sizes=”(min-width: 400px) 10em, 5em”

	src="photos/dog-medium.jpg"
	alt="My demo photo of a dog, Baxter." />

Okay, what does all of that jargon mean? Simple, it’s a conditional statement, if the min width of the screen (the viewport) is 200px then the image will be 10em. Otherwise, it will be 5em. It can take any CSS length value such as em, vw or px.

Scaling your images with picture

So far we have looked at how to scale our images. Sometimes that’s not enough. The srcset method allows us to automate the photo selection while using picture gives us more control of how we display our images. This second method allows us to tailor the image’s content to a specific device. If you ever cropped or edited an image to fit better into a different device screen, you can now use picture to help you do just that.

By the way, there are two parts to the picture method. First is the picture tag – it’s a tag unlike the previous one being attributes to the img tag. The second is using the source tag within the picture tag to source the image.

<picture>
	<!-- original photo -->
	<source media="(min-width: 400px)"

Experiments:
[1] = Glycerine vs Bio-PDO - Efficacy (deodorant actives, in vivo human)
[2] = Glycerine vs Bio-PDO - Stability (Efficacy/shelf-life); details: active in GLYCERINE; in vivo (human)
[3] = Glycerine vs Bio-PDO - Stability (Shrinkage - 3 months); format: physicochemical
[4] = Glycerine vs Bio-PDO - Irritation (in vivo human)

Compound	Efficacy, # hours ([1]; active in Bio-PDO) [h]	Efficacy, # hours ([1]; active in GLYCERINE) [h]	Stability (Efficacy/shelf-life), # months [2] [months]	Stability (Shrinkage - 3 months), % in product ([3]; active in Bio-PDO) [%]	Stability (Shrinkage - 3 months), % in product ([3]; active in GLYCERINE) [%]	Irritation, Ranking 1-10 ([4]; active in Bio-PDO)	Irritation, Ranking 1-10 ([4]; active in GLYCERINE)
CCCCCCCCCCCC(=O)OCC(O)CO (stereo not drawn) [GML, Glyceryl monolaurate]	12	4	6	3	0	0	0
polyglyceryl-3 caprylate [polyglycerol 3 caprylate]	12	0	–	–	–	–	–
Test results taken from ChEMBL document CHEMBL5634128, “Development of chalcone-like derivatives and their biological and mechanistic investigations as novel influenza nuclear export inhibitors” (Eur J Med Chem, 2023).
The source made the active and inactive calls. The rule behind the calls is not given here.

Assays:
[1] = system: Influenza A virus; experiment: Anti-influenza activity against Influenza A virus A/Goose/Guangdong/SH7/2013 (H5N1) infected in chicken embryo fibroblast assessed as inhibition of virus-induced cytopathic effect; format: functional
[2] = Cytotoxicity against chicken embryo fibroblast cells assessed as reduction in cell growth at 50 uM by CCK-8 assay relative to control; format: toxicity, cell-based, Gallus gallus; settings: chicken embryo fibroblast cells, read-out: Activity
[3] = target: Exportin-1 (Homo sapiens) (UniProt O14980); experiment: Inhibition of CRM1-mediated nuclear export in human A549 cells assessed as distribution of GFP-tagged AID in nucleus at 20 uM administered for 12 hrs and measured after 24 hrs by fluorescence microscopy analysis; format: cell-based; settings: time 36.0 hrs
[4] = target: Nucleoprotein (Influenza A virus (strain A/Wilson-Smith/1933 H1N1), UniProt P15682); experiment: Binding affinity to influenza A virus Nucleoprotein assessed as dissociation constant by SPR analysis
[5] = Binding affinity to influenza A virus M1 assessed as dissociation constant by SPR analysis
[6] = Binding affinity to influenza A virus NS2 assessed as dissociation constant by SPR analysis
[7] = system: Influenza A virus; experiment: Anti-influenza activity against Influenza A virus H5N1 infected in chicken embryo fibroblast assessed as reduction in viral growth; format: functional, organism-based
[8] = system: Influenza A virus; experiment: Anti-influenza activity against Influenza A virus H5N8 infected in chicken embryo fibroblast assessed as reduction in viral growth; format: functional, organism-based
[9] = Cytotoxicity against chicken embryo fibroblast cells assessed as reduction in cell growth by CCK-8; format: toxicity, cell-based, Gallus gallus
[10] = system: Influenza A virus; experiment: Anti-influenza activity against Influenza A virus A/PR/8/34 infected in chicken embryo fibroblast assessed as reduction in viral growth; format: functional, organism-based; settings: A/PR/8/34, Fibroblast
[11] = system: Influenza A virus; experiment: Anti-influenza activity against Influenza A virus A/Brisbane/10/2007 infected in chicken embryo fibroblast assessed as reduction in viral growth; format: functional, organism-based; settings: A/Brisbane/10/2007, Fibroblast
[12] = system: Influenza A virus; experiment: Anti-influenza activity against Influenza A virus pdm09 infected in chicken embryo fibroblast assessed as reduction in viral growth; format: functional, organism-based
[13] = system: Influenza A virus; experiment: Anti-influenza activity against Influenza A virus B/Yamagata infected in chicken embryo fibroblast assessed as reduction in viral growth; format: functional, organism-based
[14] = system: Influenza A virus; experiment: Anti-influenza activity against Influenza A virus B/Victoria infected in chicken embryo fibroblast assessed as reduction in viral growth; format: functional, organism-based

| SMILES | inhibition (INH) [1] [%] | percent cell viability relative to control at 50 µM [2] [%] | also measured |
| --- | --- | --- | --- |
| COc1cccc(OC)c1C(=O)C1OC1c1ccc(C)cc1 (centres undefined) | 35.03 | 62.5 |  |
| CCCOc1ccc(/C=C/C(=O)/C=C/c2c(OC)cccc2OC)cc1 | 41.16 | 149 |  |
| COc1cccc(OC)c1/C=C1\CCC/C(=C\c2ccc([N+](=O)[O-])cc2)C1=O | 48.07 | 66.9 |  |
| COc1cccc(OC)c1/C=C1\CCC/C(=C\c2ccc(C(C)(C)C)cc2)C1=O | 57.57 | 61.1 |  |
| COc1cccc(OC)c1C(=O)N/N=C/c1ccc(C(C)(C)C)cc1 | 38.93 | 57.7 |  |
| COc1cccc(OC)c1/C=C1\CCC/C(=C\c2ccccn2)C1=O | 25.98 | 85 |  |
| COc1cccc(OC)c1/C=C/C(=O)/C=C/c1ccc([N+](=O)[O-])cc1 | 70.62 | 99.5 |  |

srcset=”photos/original/dog-large.jpg 1920w,
        	   photos/original/dog-medium.jpg 960w,
        		   photos/original/dog-small.jpg 480w” />
	<!-- small, cropped photo -->
	<source srcset="photos/cropped/dog-large.jpg 1920w,
        	   photos/cropped/dog-medium.jpg 960w,
        		   photos/cropped/dog-small.jpg 480w” />
<!-- fallback -->
	<img src="photos/original/dog-medium.jpg"
		alt="My demo photo of a dog, Baxter." />
</picture>

There are in fact many pieces within this code. First, based on the comments, notice that we are in fact progressively enhancing this photo experience for browsers that don’t support this yet. Second, we are still sourcing images based on their site. But we can also source them by their shape. For every device which min-width is greater we will be using the original photo, whereas every other device will get the cropped one. Within those two device types we are still giving them appropriate ones automatically thanks to srcset.

Use the media tag to condition how you’d want to separate the images, do you want them by max-width or orientation instead? Go for it, it’s a media tag after all; all is fair game.